Sometimes a play builds up so much momentum, it takes on a life of its own. Calgary actor and director Haysam Kadri had no idea, when he agreed to take a role in A Thousand Splendid Suns, that it would go on to consume years of his life. He thought the part in Ursula Rani Sarma’s adaptation of Afghan-American author Khaled Hosseini’s best-selling book would be a quick and compelling job. He’d star in the world premiere at San Francisco’s American Conservatory Theater, before the coproduction moved on to Theatre Calgary. And then the Stratford Festival alumnus could go back to his role as artistic producer at the Shakespeare Company, not to mention being a parent to three children.
But with its deeply human look at Afghanistan’s painful history, A Thousand Splendid Suns grew into a force he never expected. The premiere at ACT in 2017 became one of the best-selling shows in that company’s history. It went on to a U.S. tour, with Kadri being asked to helm the Canadian version—one that retains the haunting original score by David Coulter and poetically artful sets by former Vancouverite Ken MacDonald. Suns has been to the Grand Theatre in London, Ontario, and now heads to the Arts Club’s Stanley Industrial Alliance Stage before hitting Winnipeg’s Royal Manitoba Theatre Centre.
“It’s been quite the journey,” Kadri says, speaking to the Straight on a day off from show previews. “It’s so topical and this play resonates every time we do it.…That’s the sad thing. But also we’re showing the rich history of this country and we’re representing the people of Afghanistan in a different light.
“It’s easy to divorce ourselves from that part of the world when we watch the news,” he continues, adding that Afghanistan becomes its own richly drawn character in the play. “But these are real people and they have a trajectory that is a human one.”
Here, as in productions staged elsewhere, Arts Club artistic director Ashlie Corcoran committed to hiring from the local and national Middle Eastern and South Asian communities—not an easy feat, Kadri points out. “It’s very difficult to cast 11 actors who are supposed to be from Afghanistan,” he comments. “It is a challenge, because there are a lot of amazing diverse actors busy being diverse elsewhere. ”
Staging the show is no small undertaking either. For starters, the story spans 25 years and traces, sometimes through flashbacks, the complexities of the Russian occupation of Afghanistan, the rise of the mujahedeen, and the Taliban takeover. “You get to see the progression of ideology and the digression of society,” Kadri explains, “how political and religious snafus handcuff people.”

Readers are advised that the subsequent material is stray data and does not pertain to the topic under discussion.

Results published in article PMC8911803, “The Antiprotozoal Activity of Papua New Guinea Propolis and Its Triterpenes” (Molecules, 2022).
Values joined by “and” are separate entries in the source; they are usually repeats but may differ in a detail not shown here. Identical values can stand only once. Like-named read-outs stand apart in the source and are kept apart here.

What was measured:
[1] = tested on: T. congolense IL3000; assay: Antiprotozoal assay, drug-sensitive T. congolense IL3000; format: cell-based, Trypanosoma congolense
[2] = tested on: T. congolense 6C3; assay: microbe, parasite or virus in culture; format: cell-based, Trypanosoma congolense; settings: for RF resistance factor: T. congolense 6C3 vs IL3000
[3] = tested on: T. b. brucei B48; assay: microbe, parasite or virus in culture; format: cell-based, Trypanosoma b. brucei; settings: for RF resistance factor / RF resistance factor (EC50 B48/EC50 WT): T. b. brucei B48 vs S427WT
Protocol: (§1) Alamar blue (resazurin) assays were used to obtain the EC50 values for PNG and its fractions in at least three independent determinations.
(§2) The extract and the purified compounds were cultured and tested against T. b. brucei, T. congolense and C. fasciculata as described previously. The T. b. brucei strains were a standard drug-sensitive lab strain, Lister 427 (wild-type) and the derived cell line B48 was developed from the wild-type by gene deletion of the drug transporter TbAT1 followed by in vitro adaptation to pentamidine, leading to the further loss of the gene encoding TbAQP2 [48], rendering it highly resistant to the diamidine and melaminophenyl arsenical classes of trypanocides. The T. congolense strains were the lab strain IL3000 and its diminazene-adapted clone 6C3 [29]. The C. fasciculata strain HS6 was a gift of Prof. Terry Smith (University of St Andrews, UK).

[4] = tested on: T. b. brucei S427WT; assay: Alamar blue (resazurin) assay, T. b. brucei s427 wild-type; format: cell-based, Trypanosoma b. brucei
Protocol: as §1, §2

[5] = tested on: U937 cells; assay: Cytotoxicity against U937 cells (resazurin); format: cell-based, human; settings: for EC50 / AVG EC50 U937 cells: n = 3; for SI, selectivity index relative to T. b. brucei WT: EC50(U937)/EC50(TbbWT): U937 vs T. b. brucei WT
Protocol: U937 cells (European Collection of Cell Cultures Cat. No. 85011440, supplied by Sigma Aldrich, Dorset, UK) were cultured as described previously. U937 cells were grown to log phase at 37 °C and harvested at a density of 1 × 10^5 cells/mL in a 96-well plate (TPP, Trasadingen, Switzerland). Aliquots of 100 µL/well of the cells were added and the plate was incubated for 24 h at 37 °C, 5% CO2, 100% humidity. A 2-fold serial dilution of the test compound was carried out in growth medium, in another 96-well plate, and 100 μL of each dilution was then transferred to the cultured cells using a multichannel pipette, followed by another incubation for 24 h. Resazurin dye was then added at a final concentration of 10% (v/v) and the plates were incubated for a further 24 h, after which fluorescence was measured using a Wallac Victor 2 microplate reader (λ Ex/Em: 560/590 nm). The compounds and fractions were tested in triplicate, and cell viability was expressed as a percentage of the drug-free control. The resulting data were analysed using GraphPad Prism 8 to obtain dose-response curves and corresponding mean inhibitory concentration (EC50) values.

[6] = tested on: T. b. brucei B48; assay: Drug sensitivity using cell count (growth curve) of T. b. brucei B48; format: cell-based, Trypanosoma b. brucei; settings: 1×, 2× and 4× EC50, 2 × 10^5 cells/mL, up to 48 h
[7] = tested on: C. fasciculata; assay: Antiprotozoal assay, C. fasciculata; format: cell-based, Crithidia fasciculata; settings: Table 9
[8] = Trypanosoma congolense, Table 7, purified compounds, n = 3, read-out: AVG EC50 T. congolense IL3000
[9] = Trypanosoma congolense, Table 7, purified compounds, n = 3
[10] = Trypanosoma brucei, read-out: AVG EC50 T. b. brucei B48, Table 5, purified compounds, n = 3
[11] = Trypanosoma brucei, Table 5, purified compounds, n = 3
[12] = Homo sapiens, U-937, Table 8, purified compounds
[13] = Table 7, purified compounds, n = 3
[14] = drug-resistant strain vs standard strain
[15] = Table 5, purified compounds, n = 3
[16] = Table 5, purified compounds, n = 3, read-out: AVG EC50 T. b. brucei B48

But there is also a huge physical and emotional toll depicted in the work. In the story, after teenage Laila (Anita Majumdar) is orphaned by a bombing in Kabul, she’s taken in by an older male neighbour, Rasheed (Anousha Alamian), and soon becomes his second wife. Rasheed is a cruel man, and she and his initially resentful first wife, Mariam (Deena Aziz), form a deep bond in the face of his abusive oppression.
“We have outlets for help in this part of the world and people don’t there,” Kadri says. “A woman can’t pick up the phone and call 911. It’s one of those plays that allows us to understand how lucky we are to be in the Western Hemisphere.”
When you read Hosseini’s moving book, just as when you read his previous bestseller The Kite Runner, he eases you into the story; you can put it down when things become too intense. But, as Kadri puts it, “When you see this novel being distilled in two hours, it is a gut punch for the audience.”
With an intimate knowledge, from playing Rasheed, of what it’s like to relive the intense plot night after night, the director has come up with some ways to help his actors cope. “This will be the seventh different version of it, so I kind of have a shorthand of the emotional and physical topography you have to navigate,” he says. “I’m exhausted just watching this show, because you’re emotionally involved and you’re watching your friends and colleagues go through this. And I now marvel at how amazing actors are.”
Still, what’s given A Thousand Splendid Suns its staying power is the hope it offers for a region many are too quick to dismiss, Kadri believes. “It’s a love story: these two women get to forge a friendship. And how often do we get to see two women form a bond during a play?” he says. “So although it is a gut punch and you’re watching things that are unbelievable, you also see human spirit and resiliency and energy and light.”
The Arts Club Theatre Company presents A Thousand Splendid Suns at the Stanley Industrial Alliance Stage until October 13.